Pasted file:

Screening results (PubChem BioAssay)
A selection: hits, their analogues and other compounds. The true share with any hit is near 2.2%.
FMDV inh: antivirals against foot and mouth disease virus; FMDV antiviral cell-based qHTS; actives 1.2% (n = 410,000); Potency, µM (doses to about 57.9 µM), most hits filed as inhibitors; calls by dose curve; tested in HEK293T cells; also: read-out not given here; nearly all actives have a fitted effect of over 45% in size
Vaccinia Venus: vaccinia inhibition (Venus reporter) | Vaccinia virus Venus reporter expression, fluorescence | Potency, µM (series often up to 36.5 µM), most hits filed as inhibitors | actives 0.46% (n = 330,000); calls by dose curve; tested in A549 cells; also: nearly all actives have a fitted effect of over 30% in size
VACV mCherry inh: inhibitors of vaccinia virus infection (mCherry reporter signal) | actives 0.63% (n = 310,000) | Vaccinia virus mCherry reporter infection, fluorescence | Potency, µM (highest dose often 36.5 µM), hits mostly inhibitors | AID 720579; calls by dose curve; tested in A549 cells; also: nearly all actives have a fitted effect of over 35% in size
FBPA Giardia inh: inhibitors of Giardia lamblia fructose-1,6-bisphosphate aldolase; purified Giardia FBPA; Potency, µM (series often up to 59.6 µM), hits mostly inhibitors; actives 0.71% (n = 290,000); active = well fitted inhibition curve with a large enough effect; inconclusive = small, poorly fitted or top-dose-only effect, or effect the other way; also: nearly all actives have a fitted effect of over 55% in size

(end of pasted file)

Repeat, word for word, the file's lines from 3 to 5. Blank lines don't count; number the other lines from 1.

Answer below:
FMDV inh: antivirals against foot and mouth disease virus; FMDV antiviral cell-based qHTS; actives 1.2% (n = 410,000); Potency, µM (doses to about 57.9 µM), most hits filed as inhibitors; calls by dose curve; tested in HEK293T cells; also: read-out not given here; nearly all actives have a fitted effect of over 45% in size
Vaccinia Venus: vaccinia inhibition (Venus reporter) | Vaccinia virus Venus reporter expression, fluorescence | Potency, µM (series often up to 36.5 µM), most hits filed as inhibitors | actives 0.46% (n = 330,000); calls by dose curve; tested in A549 cells; also: nearly all actives have a fitted effect of over 30% in size
VACV mCherry inh: inhibitors of vaccinia virus infection (mCherry reporter signal) | actives 0.63% (n = 310,000) | Vaccinia virus mCherry reporter infection, fluorescence | Potency, µM (highest dose often 36.5 µM), hits mostly inhibitors | AID 720579; calls by dose curve; tested in A549 cells; also: nearly all actives have a fitted effect of over 35% in size